Besides, if he’s being used on a shutdown line here he won’t be able to ideally showcase himself for his next contract. It would make sense for him to be traded to any contending team that has strong 1-2-3 centre depth (Boston, NYI, Pittsburgh, Tampa, Anaheim, SJ, STL).

    I think it would be wise to use this opportunity to acquire D prospects. Glencross will do fine elsewhere.

  • I think NYI would make the best trade partner, they are a contender and need some pieces.

    Glenny + Ramo

    For

    Ryan Poluck

    It does hurt us for this year but I believe our boys could go the rest of the season without Glenny and then replace what he brings in the offseason. The number one priority is getting that top D prospect.

    A less ambitious trade would be Glenny for Scott Mayfield straight up. Big RHS stay at home guy with some mobility.

  • RKD

    I like GlenX but the reality is that the cons outweigh the pros. He’s on an expiring deal, we should trade him to get an asset back or else he walks on July 1st and hits the jackpot leaving the Flames with nothing. He’s not part of the new core, he’s getting older and has gone through some injuries to. His game and play will diminish, he’s not going to get better. He would be a great fit on a team looking to add grit and that is ready to win now. He’d help Pittsburgh, Boston or Anaheim. If Brian Burke is really learning from his past mistakes than he will convince BT to pull the trigger on a trade and not stand pat like he did with Cammy.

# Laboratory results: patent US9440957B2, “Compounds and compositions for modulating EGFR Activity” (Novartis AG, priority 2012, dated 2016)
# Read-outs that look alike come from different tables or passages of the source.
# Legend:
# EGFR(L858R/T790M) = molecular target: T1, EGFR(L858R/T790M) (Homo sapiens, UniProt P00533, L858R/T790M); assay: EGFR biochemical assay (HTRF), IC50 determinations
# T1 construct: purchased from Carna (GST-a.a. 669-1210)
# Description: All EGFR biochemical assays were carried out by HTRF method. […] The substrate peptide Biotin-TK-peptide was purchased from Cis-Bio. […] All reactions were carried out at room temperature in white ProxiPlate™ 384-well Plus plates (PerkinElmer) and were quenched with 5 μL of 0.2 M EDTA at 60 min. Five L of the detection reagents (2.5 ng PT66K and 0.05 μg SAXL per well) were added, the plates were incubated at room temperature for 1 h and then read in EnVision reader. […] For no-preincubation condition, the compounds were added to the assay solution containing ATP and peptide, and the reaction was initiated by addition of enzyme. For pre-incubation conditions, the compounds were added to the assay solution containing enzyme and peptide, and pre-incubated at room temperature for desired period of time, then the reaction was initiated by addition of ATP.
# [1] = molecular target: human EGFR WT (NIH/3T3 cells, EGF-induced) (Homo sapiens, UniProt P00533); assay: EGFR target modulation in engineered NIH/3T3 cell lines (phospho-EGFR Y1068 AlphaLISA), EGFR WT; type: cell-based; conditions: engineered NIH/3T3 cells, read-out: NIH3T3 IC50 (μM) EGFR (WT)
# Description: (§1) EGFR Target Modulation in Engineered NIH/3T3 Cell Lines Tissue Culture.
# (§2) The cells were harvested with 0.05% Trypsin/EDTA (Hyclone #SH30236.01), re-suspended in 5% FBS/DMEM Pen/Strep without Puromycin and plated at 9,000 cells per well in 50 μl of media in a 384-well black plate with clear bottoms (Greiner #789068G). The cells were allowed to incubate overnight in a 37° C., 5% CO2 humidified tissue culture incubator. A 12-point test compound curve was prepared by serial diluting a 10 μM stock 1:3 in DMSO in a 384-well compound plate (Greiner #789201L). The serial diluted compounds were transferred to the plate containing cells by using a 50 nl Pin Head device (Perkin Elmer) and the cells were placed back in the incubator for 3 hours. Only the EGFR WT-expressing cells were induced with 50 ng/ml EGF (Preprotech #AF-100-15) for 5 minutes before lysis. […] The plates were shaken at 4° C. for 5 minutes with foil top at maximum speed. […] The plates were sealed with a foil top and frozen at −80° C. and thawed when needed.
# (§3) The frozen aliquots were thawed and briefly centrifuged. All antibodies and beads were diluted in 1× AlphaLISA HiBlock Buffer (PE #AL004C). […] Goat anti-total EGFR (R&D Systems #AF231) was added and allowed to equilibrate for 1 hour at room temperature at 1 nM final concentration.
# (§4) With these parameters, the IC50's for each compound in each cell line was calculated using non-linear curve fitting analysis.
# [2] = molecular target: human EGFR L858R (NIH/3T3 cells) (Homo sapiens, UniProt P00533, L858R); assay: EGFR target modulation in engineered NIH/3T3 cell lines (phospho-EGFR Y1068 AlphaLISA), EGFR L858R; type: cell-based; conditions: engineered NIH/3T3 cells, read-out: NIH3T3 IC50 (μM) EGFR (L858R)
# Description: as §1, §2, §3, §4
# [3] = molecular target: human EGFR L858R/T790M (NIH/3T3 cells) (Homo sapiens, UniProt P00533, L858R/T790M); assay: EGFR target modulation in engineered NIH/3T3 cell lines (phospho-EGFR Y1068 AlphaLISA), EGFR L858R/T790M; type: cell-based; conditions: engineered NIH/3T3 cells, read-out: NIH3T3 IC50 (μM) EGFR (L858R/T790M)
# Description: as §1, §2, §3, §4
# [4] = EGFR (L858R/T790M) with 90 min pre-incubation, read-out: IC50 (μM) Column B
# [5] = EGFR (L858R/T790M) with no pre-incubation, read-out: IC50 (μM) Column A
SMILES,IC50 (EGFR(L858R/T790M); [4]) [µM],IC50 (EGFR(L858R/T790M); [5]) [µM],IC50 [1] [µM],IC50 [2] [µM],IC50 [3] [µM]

• The Last Big Bear

    Kevin R has the makings of a good horsetrader. I like his trade suggestion.

    It would appear GlenX is looking for 4 to 5 years at 4.5 million a year.
    He is already making close to that when you consider he has been out a third of a year each of the last four years..

    I hate the analogy of having to take his family into consideration. That is crap. He has made a tonne of money and owns a pretty good cattle operation. With Heffers being sold for $ 1500 an animal, this guy is not suffering.

    Yakapov has been coming on lately. He and a second for GlenX would be fair.
    Edmonton would love to get him back and he is close to home.

    While you are trading guys Kevin see what you can get us for Jonas Hiller
    Otherwise known as floppy.

    GarryT